Toronto's Union Station
Opened in 1927, Union Station, the hub of Toronto's rail and subway system, features some very impressive architecture
What makes Union Station a tourist attraction in it's own rite is it's impressive architecture and history.
It is highly unlikely that you will see Toronto using public transit without passing through Union Station as it is Toronto's major rail hub for both intercity and commuter trains. In fact, Union station is Canada's busiest passenger transportation hub.
The current building was opened in 1927. In 1954 the Toronto Transit commission opened Union subway station which is buried below Front Street West in front of Union Station. The subway and train stations are connected to one another.
Union Station occupies an entire city block along Front Street West between Bay Street and York Street. The building is 752 feet long and has a facade of 22 limestone columns, 40 feet tall, along Front Street. The massive Ticket Lobby, commonly known as the 'Great Hall', is 250 feet long and 88 feet high at the ceiling's highest point. The ends of the 'Great Hall' feature 4-story high arched windows and the floors feature a herringbone pattern of Tennessee marble. The names of destinations across Canada are carved just below the cornice that surrounds the 'Great Hall'.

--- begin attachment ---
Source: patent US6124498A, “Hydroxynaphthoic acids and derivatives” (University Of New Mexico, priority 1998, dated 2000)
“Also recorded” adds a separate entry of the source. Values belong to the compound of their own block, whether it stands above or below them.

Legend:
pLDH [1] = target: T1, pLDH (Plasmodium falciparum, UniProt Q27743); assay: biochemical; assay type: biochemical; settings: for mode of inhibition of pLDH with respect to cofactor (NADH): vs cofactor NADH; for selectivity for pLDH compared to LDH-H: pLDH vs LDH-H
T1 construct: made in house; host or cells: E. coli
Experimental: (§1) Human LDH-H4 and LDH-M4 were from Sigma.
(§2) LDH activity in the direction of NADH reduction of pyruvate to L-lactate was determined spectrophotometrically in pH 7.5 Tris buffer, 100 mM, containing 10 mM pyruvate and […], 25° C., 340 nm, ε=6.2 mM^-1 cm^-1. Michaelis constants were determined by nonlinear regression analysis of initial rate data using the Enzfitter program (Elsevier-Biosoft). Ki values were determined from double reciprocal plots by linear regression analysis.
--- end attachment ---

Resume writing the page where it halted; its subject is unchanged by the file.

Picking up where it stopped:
In addition to connecting with the subway station, Union Station connects to The Path a 28 kilometre pedestrian tunnel network and the world's largest underground shopping complex with 1200 stores and services occupying over 4,000,000 sq.ft. There is also a covered walkway connecting Union Station with the popular CN Tower. Anyone with an interest in architecture and history will find this a very interesting location.